Economy

How We Have Ended Up Paying for 1 Percenters Beach Vacation Homes

It's time for the wealthy with vacation homes and valuable shoreline land to pay their own way -- and not rely on us.

Photo Credit: Shutterstock.com/Denton Rumsey

Last May, when conservatives still pretended to love cutting the deficit and liberals still pretended to want to combat climate change, a broad bipartisan coalition passed a sweeping flood insurance reform bill – by a 402-18 count in the House – designed to align the costs of insuring homes in flood zones with the realities of increased storm frequency.

But yesterday, Rep. Maxine Waters – the lead author of the law – stood with several of her colleagues and proudly introduced a bill that would stall the implementation by up to four years, delaying any increase in flood insurance premiums until 2017. It’s difficult to argue that homeowners in flood zones alone should have to bear the burden of massive rate increases. But shrinking from the real costs from climate change and delaying them, rather than facing up to how it will affect every aspect of our economy, is a testament to a political class that is simply not equipped to deal with the consequences of a warming planet.

The National Flood Insurance Program, designed in 1968 to provide mandatory federal insurance to Americans living in coastal areas, has been hemorrhaging money after years of extreme weather. The NFIP, a division of the Federal Emergency Management Agency, is meant to be self-supporting through premiums, relieving the pressure on disaster relief funding. But the NFIP borrowed $19 billion from the Treasury in 2005, after damages from Hurricanes Katrina, Rita and Wilma. According to experts, its deficit after payouts from Superstorm Sandy approaches $28 billion.

The Biggert-Waters reform legislation, named for former Republican Rep. Judy Biggert and current Democrat Waters, was uncontroversial when it was introduced in 2012. It passed the House easily, and was eventually incorporated into a larger transportation bill that sailed through Congress. Biggert-Waters forced the creation of new FEMA maps to determine who needed flood insurance. It also allowed higher annual premium increases – to 20 percent from 10 percent – so premiums could gradually come more in line with actuarial realities. And for high-risk homes built before flood maps were adopted, which enjoyed generous subsidies, flood insurance rates would increase 25 percent a year, until they reached a level commensurate with the actual risk. If the homes changed hands, they would immediately move to the risk-adjusted rates. Over time, subsidies for 1.1 million policyholders, 20 percent of the program, would be phased out.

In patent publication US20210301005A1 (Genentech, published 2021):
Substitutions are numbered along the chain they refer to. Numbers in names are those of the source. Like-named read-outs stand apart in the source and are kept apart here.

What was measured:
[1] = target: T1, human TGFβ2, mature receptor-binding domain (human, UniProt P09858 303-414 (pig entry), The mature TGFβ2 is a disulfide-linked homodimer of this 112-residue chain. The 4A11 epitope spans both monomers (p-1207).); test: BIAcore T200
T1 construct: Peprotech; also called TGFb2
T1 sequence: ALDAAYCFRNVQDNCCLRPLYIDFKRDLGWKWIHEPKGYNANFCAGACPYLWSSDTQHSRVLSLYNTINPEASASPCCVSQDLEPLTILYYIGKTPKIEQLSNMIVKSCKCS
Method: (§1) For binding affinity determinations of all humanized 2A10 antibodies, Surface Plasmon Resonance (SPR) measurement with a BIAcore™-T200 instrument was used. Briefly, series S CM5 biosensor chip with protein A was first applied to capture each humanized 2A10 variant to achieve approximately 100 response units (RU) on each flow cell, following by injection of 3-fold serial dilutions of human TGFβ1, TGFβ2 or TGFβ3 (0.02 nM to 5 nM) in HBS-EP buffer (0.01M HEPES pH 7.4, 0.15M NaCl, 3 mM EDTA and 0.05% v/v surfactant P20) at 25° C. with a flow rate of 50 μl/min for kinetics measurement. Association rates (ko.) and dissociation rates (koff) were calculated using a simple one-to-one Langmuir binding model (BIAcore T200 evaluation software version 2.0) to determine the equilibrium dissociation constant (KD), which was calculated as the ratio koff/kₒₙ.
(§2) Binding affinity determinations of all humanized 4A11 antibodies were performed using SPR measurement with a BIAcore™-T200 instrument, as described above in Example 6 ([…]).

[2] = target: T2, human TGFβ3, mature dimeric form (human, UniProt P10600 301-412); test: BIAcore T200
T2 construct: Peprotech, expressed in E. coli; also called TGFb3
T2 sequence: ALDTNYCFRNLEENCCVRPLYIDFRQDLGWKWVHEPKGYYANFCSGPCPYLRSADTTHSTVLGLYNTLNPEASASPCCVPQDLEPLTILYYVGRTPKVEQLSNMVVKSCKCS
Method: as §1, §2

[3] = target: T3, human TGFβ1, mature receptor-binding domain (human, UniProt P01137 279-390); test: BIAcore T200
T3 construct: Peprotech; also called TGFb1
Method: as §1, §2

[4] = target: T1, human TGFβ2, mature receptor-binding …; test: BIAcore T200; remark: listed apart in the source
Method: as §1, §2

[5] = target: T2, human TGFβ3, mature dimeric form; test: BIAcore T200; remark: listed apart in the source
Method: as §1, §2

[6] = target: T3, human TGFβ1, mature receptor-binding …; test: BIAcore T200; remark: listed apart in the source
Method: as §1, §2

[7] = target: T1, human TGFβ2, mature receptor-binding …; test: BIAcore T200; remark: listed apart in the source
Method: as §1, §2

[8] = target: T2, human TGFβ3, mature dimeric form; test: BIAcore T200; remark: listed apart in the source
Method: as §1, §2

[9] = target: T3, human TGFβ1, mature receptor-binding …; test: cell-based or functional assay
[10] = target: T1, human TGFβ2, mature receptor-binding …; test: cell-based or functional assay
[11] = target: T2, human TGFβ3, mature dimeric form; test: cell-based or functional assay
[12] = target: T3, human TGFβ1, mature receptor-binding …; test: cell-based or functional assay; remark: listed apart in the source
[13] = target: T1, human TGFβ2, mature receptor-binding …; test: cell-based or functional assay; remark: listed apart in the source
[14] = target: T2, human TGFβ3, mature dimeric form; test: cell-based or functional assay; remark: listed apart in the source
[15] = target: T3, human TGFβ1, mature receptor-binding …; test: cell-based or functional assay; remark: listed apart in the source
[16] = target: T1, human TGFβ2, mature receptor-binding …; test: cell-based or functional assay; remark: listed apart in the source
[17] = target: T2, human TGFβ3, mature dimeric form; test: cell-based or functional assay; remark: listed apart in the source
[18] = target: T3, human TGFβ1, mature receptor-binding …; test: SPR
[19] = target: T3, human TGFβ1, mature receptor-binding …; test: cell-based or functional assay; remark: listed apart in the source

The law represented an alliance between fiscal conservatives interested in bringing the NFIP back into balance, and some environmental groups, who believed that subsidizing homeowners with low flood insurance rates failed the test of making the costs of climate change real, and would delay the spur to action on reducing greenhouse gas emissions. “Repetitive loss” homeowners, many paying significantly discounted rates dating back to the 1970s, represent one-third of all NFIP claims, according to the R Street Institute, and continual subsidies for them result in “nothing but environmental catastrophe and financial ruin,” according to R Street fellow R.J. Lehmann.

But if Congress was on board with reforming the NFIP in 2012, it wasn’t ready for complaints from homeowners in flood zones in 2013. People across the country lost their subsidies, and saw their rates grow by 500 percent or more. One homeowner newly zoned into a flood area reported a $68,000 flood insurance bill. Real estate agents said the hikes were affecting home sales, because subsidized policyholders could not sell their properties to new purchasers who discovered huge rate increases. Many of the properties affected were vacation homes and secondary residences. But poorer areas in Louisiana and places like Rockaway Beach in New York consist of modest, middle-class homes, and the residents could not afford the hefty increases. Protests broke out in these areas, and members of Congress, who casually passed Biggert-Waters as a fiscal and environmental imperative, took the message.